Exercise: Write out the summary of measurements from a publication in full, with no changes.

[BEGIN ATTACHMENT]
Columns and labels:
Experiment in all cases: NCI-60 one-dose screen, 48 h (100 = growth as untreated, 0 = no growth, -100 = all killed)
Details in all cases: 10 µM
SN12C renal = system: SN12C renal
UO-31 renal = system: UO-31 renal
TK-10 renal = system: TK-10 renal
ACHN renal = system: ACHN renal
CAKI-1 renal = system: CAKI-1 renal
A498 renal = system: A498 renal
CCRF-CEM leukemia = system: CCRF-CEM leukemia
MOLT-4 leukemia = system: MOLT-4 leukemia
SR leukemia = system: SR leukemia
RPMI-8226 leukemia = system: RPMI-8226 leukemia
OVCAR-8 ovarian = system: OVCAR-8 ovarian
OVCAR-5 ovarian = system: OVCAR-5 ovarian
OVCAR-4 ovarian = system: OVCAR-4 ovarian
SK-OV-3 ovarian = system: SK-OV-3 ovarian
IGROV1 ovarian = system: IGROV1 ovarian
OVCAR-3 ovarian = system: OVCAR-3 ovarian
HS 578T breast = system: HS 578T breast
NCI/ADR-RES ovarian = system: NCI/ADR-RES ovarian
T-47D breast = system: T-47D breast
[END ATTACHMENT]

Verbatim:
Columns and labels:
Experiment in all cases: NCI-60 one-dose screen, 48 h (100 = growth as untreated, 0 = no growth, -100 = all killed)
Details in all cases: 10 µM
SN12C renal = system: SN12C renal
UO-31 renal = system: UO-31 renal
TK-10 renal = system: TK-10 renal
ACHN renal = system: ACHN renal
CAKI-1 renal = system: CAKI-1 renal
A498 renal = system: A498 renal
CCRF-CEM leukemia = system: CCRF-CEM leukemia
MOLT-4 leukemia = system: MOLT-4 leukemia
SR leukemia = system: SR leukemia
RPMI-8226 leukemia = system: RPMI-8226 leukemia
OVCAR-8 ovarian = system: OVCAR-8 ovarian
OVCAR-5 ovarian = system: OVCAR-5 ovarian
OVCAR-4 ovarian = system: OVCAR-4 ovarian
SK-OV-3 ovarian = system: SK-OV-3 ovarian
IGROV1 ovarian = system: IGROV1 ovarian
OVCAR-3 ovarian = system: OVCAR-3 ovarian
HS 578T breast = system: HS 578T breast
NCI/ADR-RES ovarian = system: NCI/ADR-RES ovarian
T-47D breast = system: T-47D breast